Archives for category: oil company

Venezuela has the world’s largest proven oil reserves and is one of the founding members of OPEC. Despite this, their 2.5m bpd of oil production accounts for only 3% of global output. Venezuelan oil production declined over the last decade owing to complex geology and a difficult investment climate. However, several large IOC-operated gas fields offshore Venezuela could now offer some positivity.

The Hydrocarbon El Dorado

Venezuela’s 300bn bbl of oil reserves account for 18% of current global reserves. But 220bn bbls of these reserves are onshore in the Faja, or Orinoco heavy oil belt, which has produced around 1.3m bpd in recent years. Venezuelan heavy oil grades are a key part of world oil supply: many US refineries were designed to take its heavy grades of oil together with lighter Arab crudes, meaning the country is also important for the tanker market. But production from the Faja is expensive and technically challenging, and heavy crudes sell at a discount.

Making Heavy Work Of It

After the election of Hugo Chávez in 1999, Venezuela’s oil industry came under strain as social policies were funded by oil revenues, and reinvestment declined. After the 2003 general strike, 19,000 PDVSA employees were fired and replaced with government loyalists. Furthermore, in 2007, the government looked to capitalize on the high oil price environment by nationalizing international oil companies’ (IOCs’) assets.

Offshore production was always the minor fraction of Venezuela’s output (23%). However, lack of investment in maintenance hit it hard. This was particularly true of the very shallow water production in Lake Maracaibo, which has seen drilling for more than a century. Issues of pipeline leakage and even oil piracy on the lake helped production there decline. In total, output from the Maracaibo-Falcon basin (not exclusively offshore) fell 35% between 2008 and 2015. In total, offshore production is estimated to have dropped by about 38% to 0.57m bpd.

A Brighter And Lighter Future

The current political and fiscal situation in Venezuela offers little suggestion that it will be easy to arrest decline. However, a more permissive attitude to foreign investment may help. In October, agreements were signed to allow Chinese and Bulgarian investment to fund repairs offshore Lake Maracaibo. Perhaps more significant is the promise of gas, where greater IOC participation is permitted.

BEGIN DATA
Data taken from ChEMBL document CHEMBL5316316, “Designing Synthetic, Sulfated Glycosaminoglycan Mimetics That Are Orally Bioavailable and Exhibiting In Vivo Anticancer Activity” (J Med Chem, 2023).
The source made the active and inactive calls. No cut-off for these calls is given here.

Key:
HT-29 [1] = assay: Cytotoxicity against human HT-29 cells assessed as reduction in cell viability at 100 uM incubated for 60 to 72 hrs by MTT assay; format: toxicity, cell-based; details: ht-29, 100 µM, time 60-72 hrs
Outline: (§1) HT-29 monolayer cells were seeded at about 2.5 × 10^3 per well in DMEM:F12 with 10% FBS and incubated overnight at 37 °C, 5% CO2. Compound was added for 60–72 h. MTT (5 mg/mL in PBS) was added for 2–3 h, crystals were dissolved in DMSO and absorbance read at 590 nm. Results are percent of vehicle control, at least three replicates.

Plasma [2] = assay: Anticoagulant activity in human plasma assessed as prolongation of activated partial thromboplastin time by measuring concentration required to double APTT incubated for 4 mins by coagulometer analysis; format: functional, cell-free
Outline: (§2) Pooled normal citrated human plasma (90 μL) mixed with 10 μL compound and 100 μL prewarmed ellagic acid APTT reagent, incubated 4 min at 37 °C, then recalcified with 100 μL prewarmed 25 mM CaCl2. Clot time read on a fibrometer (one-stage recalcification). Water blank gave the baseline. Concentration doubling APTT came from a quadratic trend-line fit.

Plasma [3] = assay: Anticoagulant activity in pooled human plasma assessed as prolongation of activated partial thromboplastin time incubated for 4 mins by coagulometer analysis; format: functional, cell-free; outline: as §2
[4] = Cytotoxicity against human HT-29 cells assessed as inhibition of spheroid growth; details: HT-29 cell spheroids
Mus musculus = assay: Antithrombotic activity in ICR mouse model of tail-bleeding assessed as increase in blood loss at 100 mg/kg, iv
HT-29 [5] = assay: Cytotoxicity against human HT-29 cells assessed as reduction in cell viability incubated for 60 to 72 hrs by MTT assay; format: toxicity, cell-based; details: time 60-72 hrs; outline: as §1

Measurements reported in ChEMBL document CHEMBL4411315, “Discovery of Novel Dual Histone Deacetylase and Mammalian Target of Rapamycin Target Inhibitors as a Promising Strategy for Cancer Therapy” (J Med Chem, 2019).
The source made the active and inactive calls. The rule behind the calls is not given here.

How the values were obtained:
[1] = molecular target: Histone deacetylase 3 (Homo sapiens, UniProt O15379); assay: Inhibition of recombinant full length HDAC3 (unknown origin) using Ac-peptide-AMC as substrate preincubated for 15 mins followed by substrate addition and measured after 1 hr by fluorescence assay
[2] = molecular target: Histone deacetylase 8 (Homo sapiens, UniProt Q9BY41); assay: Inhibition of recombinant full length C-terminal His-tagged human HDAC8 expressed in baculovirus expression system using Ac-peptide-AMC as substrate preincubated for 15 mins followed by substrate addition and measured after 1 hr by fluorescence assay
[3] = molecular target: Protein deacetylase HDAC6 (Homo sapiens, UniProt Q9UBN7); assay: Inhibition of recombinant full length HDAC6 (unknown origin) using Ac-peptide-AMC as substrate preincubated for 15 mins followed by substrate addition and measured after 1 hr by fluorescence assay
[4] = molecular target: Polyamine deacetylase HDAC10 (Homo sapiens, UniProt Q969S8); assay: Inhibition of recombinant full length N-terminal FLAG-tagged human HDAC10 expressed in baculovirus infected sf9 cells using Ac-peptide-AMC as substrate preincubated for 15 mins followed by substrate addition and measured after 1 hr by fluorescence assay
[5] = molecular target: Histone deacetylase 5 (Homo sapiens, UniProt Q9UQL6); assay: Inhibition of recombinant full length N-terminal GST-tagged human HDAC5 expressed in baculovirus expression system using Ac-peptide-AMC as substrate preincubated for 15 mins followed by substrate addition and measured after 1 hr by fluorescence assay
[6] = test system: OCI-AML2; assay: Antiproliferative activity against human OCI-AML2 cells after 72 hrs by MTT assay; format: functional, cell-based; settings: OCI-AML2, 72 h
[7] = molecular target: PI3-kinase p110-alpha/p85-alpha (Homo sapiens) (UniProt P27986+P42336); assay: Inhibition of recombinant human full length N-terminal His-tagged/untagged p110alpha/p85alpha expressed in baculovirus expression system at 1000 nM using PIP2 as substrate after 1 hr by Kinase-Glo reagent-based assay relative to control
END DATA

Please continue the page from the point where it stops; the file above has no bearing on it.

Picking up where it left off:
Trinidad, Venezuela’s very close neighbour, tripled their offshore production from 1998-2005. Venezuela has begun to make moves in the same direction, firstly via the Cardon IV project. The first field here, Perla, started up in 2015 run by an Eni-Repsol joint venture. As the graph shows, this has already had a small, but visible effect on Venezuelan gas output. Perla has reserves of 2.85bn boe and by Phase 3 is set to be producing 1.2 bcfd. This is likely to be added to from 2019 by up to 1 bcfd of output from the long-delayed Mariscal Sucre fields.

So, Venezuela has vast reserves but production has been falling. The political situation, combined with low oil prices, is likely to hinder any rapid turnaround in oil output. However, although progress has been slow, IOC involvement has at least provided some positive impetus for gas production offshore Venezuela.

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In the years since 1959, 7,367 offshore fields have been discovered globally, with 4,173 of these having been brought onstream (3,062 are still active). The average water depth of discoveries and start-ups is now far deeper than a few decades ago. But contrary to what might be expected, this appears to be not the result of gradual trends in E&P activity. Instead, deepwater activity has surged in distinct waves…

Shallow Water Drift

Offshore E&P activity began, quite naturally, in shallow waters close to shore, as a logical progression from exploiting onshore oil and gas fields in locations such as Texas and Saudi Arabia. This also reflected technological barriers: the capability did not exist to exploit deepwater fields. So from 1960 to 1996, the annual average water depth of offshore discoveries and start-ups was 94m and 59m respectively. Depths did drift slightly deeper from 1960 to 1996 as for example North Sea E&P activity moved from the Southern to the Central North Sea. But even in 1996, the mean offshore discovery water depth was just 212m. The first ever deepwater discovery was the MC 113 field in the US GoM in 1976 but this was atypical: just 4% of 3,062 offshore fields found from 1976 to 1996 were in such depths.

Deepwater Heave

The first wave of sustained deepwater E&P ran from about 1997 to 2006. It was heralded by the 1997 Neptune start-up in the US GoM in a water depth of 568m. This was the first ever Spar development and showed that US deepwater fields could be economically exploited, contributing to a rush of deepwater E&P in the GoM against a backdrop of faltering US onshore oil production growth and gradually rising oil prices. Some 440 fields in depths of at least 500m were found from 1996 to 2007; 38% of these were in the US GoM. This period also saw the internationalisation of the offshore sector, with oil companies making deepwater finds in areas like West Africa, which accounted for 26% of the 440 discoveries. Here the key enablers were subsea trees, which helped reduce field breakevens to viable levels. All told, the average depth of offshore finds from 1997 to 2006 was 402m.